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There are very few rivers upon the ifland. The largest is Peakonok, which rises about ten miles west of a place called River head, where the couri-house stands, and runs eafterly into a large bay, dividing Southhold from Southampton. In this bay are Robin and Shelter Ilands.

The south side of the island is indented with numerous streams of vari. ous sizes, which fall into a large bay, two or three miles over, formed by a beach, about eighty rods wide, which appears like a border to the island, extending from the west end of it to Southampton. Through this beach, in various places, are inlets of such depin as io admin of vexels of fixty or seventy tons.

This bay was formerly fresh water. As evidences of this, the stumps of trees are to be seen in great numbers on the falt marsh, near the up. Land, Oyitess, clams, and fish of various kinds, are caught with ease, and in great plenty in this bay, with seines, during the winter season. It is not uncommon to see forty or fifty vessels here loading with oyfters as the same time. And what is almoft incredible, though I was told of it by two gentlemen of truth, and who were well informed as to the matter, thirty waggon loads of bass have been caught in this bay at one draught.

Rockonkama pond, lies about the centre of the idland, between Smithtowrr and Idip, and is about a mile in circumference. This pond has been found by observation, to rise gradually for feveral years, until it had arrived to a eertain height, and then to fall more rapidly to its lowest bed; and thus it is continually ebbing and flowing. The cause of this eurious phenomenon has ver been investigated. Two miles to the southward of this pond is a confidesable stream, calked Connecticut river, which empties into the bay.

There are two whale ftheries ; one from Sagg harbour, which produces about 1000 barrels of oil annually. The other is much finaller, and is carried on by the inhabitants in the winter season, from the south side of the ifand. They commonly catch from three to feven whales in a season, which produce from twenty-five to forty barrels of oil. This fishery was formerly a source of considerable wealth to the inhabitants, but through a scarcity of whales, it has greatly declined of late years.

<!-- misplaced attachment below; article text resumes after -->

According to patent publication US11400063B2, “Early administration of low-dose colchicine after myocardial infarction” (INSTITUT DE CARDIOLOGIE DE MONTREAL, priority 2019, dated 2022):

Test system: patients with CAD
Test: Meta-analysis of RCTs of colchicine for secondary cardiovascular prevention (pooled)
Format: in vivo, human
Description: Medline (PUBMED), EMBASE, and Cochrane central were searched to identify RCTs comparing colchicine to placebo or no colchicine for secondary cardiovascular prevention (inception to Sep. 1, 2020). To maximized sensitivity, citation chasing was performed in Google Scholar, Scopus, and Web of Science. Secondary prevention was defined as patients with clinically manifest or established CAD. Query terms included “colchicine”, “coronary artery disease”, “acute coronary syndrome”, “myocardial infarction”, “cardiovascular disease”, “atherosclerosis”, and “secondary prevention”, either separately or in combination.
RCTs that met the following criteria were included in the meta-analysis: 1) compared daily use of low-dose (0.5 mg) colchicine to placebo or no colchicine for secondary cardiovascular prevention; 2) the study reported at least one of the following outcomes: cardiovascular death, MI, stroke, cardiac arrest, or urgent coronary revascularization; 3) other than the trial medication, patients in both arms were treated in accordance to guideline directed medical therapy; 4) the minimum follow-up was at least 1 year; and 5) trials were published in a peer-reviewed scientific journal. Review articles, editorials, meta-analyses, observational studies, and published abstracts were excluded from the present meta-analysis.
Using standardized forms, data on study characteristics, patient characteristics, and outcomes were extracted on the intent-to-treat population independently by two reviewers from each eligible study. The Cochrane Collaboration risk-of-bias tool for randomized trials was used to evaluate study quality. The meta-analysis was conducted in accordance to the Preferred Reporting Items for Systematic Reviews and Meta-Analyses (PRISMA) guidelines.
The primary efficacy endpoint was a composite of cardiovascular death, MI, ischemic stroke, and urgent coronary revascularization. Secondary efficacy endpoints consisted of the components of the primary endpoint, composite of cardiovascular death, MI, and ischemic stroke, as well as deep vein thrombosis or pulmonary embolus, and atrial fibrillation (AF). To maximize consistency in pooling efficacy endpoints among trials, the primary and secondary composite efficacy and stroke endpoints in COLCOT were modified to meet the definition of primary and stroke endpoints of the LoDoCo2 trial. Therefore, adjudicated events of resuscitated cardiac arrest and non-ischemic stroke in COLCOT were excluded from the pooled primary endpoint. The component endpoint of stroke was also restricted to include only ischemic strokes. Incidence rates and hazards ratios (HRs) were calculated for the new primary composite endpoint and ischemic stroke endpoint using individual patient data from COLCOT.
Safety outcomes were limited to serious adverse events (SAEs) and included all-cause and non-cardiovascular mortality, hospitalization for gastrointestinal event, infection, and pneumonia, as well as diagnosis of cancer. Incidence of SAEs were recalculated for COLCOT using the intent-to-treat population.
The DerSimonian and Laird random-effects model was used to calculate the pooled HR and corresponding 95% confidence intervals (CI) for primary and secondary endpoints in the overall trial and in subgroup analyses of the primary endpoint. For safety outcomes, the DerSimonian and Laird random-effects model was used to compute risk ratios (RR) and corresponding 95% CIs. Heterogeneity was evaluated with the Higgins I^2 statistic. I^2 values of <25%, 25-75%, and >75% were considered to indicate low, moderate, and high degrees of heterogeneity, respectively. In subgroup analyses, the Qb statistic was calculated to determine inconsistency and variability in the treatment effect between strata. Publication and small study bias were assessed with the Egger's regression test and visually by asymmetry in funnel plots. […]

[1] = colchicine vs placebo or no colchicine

There is a considerable trade carried on from Sagg-harbour, whence is exported to the Welt-Indies and other places, whale oil, pitch-pine boards, horses, catile, flax-feed, beef, &c. The produce of the middle and western parts of the iland is carried to New York.

The island contains 30,863 inhabitants.

Staten Island lies nine miles fouth-weft of the city of New-York, and forms Richmond county. It is about eighteen miles in length, and, at a medium, fix or seven in breadth, and contains 3,152 inhabitants. On the fouth side is a considerable tract of level good land; but the iland in general is rough, and the hills high. Richmond is the only town of any note on the island, and that is a poor, inconsiderable place. The inhabitants are principally Dutch and French,

Hißory.) Hudson's River was first discovered in 1608, by Henry Hudfon, an Englishman, who sold his claim to the Dutch.

In 1614, the States General granted a patent to several merchants, for an exclusive trade on the river liudson. The same year this company builo a fort on the west side of the river, near Albany, and named it Fort

Orange.